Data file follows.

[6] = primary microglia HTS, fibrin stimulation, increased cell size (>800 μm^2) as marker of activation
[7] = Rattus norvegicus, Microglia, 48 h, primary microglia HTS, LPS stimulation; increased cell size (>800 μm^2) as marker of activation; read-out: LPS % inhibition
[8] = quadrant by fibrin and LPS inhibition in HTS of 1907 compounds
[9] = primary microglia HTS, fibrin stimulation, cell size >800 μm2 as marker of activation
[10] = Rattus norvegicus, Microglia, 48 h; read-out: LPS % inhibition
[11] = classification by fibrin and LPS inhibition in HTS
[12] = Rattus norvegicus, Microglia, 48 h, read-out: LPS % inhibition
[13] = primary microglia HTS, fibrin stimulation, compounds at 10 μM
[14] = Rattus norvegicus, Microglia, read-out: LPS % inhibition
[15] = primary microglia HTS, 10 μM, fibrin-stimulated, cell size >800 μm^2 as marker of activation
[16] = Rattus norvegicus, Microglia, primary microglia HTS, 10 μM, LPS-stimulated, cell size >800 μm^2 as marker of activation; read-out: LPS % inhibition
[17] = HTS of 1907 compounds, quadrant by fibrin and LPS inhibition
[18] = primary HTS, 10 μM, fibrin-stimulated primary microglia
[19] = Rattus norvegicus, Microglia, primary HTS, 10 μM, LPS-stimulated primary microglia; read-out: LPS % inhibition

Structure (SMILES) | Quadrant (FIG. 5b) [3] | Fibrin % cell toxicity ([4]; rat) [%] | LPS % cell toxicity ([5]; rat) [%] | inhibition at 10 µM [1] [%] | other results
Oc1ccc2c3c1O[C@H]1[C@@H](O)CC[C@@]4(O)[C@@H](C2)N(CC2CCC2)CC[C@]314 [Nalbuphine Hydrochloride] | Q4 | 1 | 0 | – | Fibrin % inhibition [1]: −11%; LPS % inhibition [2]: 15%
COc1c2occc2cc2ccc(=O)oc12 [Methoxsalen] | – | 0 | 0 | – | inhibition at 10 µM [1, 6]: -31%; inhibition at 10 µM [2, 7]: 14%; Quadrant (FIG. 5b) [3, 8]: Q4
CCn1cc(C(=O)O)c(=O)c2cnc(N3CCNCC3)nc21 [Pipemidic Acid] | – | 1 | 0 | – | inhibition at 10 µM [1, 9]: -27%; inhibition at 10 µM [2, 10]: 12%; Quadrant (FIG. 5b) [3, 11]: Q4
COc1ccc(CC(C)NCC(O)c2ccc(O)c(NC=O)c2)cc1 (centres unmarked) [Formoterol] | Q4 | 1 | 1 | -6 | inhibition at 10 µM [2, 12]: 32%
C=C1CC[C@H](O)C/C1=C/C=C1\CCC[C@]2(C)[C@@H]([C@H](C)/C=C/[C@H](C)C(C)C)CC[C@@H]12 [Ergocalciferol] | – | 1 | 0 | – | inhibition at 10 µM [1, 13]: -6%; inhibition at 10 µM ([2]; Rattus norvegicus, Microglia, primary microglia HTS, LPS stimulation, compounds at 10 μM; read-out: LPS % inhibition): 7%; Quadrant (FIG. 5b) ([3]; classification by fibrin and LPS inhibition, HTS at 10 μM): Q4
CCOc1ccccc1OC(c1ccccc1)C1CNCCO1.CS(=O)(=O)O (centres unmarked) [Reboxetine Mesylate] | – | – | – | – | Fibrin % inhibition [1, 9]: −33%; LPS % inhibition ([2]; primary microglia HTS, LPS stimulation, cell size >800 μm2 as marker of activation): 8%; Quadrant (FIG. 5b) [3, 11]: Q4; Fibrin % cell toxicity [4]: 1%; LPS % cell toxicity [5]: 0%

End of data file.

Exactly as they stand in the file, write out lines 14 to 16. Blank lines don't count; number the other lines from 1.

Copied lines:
[19] = Rattus norvegicus, Microglia, primary HTS, 10 μM, LPS-stimulated primary microglia; read-out: LPS % inhibition

Structure (SMILES) | Quadrant (FIG. 5b) [3] | Fibrin % cell toxicity ([4]; rat) [%] | LPS % cell toxicity ([5]; rat) [%] | inhibition at 10 µM [1] [%] | other results
Oc1ccc2c3c1O[C@H]1[C@@H](O)CC[C@@]4(O)[C@@H](C2)N(CC2CCC2)CC[C@]314 [Nalbuphine Hydrochloride] | Q4 | 1 | 0 | – | Fibrin % inhibition [1]: −11%; LPS % inhibition [2]: 15%